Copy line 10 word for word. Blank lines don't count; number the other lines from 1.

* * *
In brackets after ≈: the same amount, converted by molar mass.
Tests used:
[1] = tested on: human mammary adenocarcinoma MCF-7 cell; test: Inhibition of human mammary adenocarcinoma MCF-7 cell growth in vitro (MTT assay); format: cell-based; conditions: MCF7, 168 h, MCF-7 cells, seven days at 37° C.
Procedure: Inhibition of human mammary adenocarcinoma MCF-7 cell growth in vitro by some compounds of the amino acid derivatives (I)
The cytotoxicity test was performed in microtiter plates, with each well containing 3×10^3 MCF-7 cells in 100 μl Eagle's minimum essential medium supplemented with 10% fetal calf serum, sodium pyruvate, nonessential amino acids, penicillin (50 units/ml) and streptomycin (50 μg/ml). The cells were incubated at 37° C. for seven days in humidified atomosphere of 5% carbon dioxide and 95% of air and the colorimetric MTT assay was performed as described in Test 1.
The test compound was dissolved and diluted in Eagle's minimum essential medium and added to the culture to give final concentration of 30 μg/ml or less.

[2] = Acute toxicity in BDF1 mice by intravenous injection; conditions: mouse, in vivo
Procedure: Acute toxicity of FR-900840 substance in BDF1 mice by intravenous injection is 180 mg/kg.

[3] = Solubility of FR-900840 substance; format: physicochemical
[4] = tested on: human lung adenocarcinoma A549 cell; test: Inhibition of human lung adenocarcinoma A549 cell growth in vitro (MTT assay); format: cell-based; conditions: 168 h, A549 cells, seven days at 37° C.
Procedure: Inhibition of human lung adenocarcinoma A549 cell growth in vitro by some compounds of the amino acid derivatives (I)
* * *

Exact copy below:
[4] = tested on: human lung adenocarcinoma A549 cell; test: Inhibition of human lung adenocarcinoma A549 cell growth in vitro (MTT assay); format: cell-based; conditions: 168 h, A549 cells, seven days at 37° C.